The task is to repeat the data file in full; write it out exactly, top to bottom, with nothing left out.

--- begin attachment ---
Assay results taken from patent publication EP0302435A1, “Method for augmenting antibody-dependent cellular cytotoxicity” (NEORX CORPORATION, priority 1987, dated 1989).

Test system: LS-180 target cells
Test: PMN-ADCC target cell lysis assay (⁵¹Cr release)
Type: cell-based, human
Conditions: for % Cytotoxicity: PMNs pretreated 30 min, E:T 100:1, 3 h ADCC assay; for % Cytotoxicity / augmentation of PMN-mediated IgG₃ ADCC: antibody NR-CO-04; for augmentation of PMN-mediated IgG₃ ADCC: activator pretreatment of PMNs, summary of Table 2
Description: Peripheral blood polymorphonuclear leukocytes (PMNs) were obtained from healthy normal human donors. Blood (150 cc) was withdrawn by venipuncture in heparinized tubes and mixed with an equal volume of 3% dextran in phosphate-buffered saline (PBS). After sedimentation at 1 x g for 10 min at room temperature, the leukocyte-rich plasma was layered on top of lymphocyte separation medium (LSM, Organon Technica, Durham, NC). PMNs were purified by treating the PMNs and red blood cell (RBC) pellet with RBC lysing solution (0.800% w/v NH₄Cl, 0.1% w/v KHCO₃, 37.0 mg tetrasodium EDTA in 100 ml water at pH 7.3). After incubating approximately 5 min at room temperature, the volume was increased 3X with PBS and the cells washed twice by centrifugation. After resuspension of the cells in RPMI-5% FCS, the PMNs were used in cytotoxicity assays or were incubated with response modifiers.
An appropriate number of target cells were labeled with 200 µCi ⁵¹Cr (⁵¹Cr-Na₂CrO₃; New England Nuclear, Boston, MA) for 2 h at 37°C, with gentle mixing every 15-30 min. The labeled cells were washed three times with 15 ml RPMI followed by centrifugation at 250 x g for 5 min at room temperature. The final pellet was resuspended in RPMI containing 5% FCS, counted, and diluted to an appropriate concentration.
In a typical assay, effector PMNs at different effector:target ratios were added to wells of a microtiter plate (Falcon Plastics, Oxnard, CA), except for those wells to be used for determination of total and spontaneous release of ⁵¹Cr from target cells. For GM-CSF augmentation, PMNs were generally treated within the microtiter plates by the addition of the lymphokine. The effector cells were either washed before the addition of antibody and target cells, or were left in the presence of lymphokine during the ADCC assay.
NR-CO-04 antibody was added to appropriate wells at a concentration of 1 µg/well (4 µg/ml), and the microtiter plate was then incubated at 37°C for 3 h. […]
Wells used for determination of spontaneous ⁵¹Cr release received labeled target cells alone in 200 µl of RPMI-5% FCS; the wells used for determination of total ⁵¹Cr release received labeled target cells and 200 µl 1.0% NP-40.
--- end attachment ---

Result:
Assay results taken from patent publication EP0302435A1, “Method for augmenting antibody-dependent cellular cytotoxicity” (NEORX CORPORATION, priority 1987, dated 1989).

Test system: LS-180 target cells
Test: PMN-ADCC target cell lysis assay (⁵¹Cr release)
Type: cell-based, human
Conditions: for % Cytotoxicity: PMNs pretreated 30 min, E:T 100:1, 3 h ADCC assay; for % Cytotoxicity / augmentation of PMN-mediated IgG₃ ADCC: antibody NR-CO-04; for augmentation of PMN-mediated IgG₃ ADCC: activator pretreatment of PMNs, summary of Table 2
Description: Peripheral blood polymorphonuclear leukocytes (PMNs) were obtained from healthy normal human donors. Blood (150 cc) was withdrawn by venipuncture in heparinized tubes and mixed with an equal volume of 3% dextran in phosphate-buffered saline (PBS). After sedimentation at 1 x g for 10 min at room temperature, the leukocyte-rich plasma was layered on top of lymphocyte separation medium (LSM, Organon Technica, Durham, NC). PMNs were purified by treating the PMNs and red blood cell (RBC) pellet with RBC lysing solution (0.800% w/v NH₄Cl, 0.1% w/v KHCO₃, 37.0 mg tetrasodium EDTA in 100 ml water at pH 7.3). After incubating approximately 5 min at room temperature, the volume was increased 3X with PBS and the cells washed twice by centrifugation. After resuspension of the cells in RPMI-5% FCS, the PMNs were used in cytotoxicity assays or were incubated with response modifiers.
An appropriate number of target cells were labeled with 200 µCi ⁵¹Cr (⁵¹Cr-Na₂CrO₃; New England Nuclear, Boston, MA) for 2 h at 37°C, with gentle mixing every 15-30 min. The labeled cells were washed three times with 15 ml RPMI followed by centrifugation at 250 x g for 5 min at room temperature. The final pellet was resuspended in RPMI containing 5% FCS, counted, and diluted to an appropriate concentration.
In a typical assay, effector PMNs at different effector:target ratios were added to wells of a microtiter plate (Falcon Plastics, Oxnard, CA), except for those wells to be used for determination of total and spontaneous release of ⁵¹Cr from target cells. For GM-CSF augmentation, PMNs were generally treated within the microtiter plates by the addition of the lymphokine. The effector cells were either washed before the addition of antibody and target cells, or were left in the presence of lymphokine during the ADCC assay.
NR-CO-04 antibody was added to appropriate wells at a concentration of 1 µg/well (4 µg/ml), and the microtiter plate was then incubated at 37°C for 3 h. […]
Wells used for determination of spontaneous ⁵¹Cr release received labeled target cells alone in 200 µl of RPMI-5% FCS; the wells used for determination of total ⁵¹Cr release received labeled target cells and 200 µl 1.0% NP-40.